By then I was at the graveyard. New floral arrangements decorated most graves on this, Decoration Day, and one couple was still there placing flowers on a grave. At last I reached the shaded woody part of the drive, and turned down my driveway to be met but our three-dog welcoming committee. Home. It felt good.


Copyright Susanna Holstein. All rights reserved. No Republication or Redistribution Allowed without attribution to Susanna Holstein.

Saturday, May 27, 2017

Aftermath: Ripley on Sale

So, how was it?

It was grand! We had such a good time seeing friends and catching up with some we hadn't seen in forever as well as those we get to see more often. And we sold stuff. Lots of stuff! Our goals were to clear out some older merchandise, get rid of some "why-did-I-buy-this" stuff, and to have fun. We met all of those goals and then some.

The weather was iffy. Rain and storms were predicted for the entire weekend. I bought a canopy when I saw the long-range forecast and Thursday Larry and I practiced putting it up--good thing. I can imagine the stress if we'd tried it for the first time onsite as we tried to get everything unloaded and set up.

My friend Suzy shared the space with me, and I can't give her enough thanks for all her help. All three of us were kept hopping, and her being there also allowed us all to be able to roam around and shop from time to time.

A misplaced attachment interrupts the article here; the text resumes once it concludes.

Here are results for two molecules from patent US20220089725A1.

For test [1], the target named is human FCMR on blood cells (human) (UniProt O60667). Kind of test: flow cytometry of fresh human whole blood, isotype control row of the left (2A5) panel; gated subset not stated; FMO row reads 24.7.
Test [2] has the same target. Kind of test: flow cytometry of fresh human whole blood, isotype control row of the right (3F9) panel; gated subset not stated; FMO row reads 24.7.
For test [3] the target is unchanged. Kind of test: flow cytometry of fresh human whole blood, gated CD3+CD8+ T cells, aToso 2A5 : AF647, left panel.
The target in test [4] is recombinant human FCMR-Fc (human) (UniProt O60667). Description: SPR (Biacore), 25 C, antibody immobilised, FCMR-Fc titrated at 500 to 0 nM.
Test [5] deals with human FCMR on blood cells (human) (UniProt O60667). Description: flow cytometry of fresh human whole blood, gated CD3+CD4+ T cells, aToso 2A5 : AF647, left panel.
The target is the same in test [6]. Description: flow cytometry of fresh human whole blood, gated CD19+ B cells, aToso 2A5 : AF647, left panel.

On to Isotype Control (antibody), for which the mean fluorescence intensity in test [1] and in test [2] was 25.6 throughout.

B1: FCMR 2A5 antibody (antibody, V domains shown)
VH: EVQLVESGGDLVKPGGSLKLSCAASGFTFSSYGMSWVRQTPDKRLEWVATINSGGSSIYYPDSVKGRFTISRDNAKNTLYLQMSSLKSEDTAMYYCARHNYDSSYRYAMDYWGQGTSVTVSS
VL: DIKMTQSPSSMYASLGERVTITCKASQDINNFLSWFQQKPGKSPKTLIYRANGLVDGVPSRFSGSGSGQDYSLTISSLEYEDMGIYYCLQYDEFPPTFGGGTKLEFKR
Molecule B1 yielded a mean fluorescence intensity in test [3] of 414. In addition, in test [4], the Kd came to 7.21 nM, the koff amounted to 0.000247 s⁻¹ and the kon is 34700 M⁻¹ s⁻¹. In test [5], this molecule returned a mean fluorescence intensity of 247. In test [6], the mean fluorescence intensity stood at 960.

I worked late the night before the sale, getting this chalk-painted table and chairs ready to go. We ended up bringing it home with us, but it got plenty of attention. A little boy loved the folding fan in the jug, so he got it for half price, a whole 50 cents! I sold several things like that to children, or just gave it to them, because I want to encourage another generation of vintage lovers.


Larry and Suzy hard to work!


Black on black. I had a half dozen or more woven seat chairs, all painted in bright colors. They all sold! The Mail Pouch mirror got lots of lookers but no sale.




This mirror sold to a young lady in college. Mirrors are a popular item, I've found. The quilt came back home, which didn't break my heart. I often use this one here!


The bike sold at the very end of the sale as storms threatened; the wheelbarrows and ladders came home, as did that fruit crusher thingie. It was awesome to have there, just for all the conversations about it!  The high-wheel cultivator sold earlier in the morning.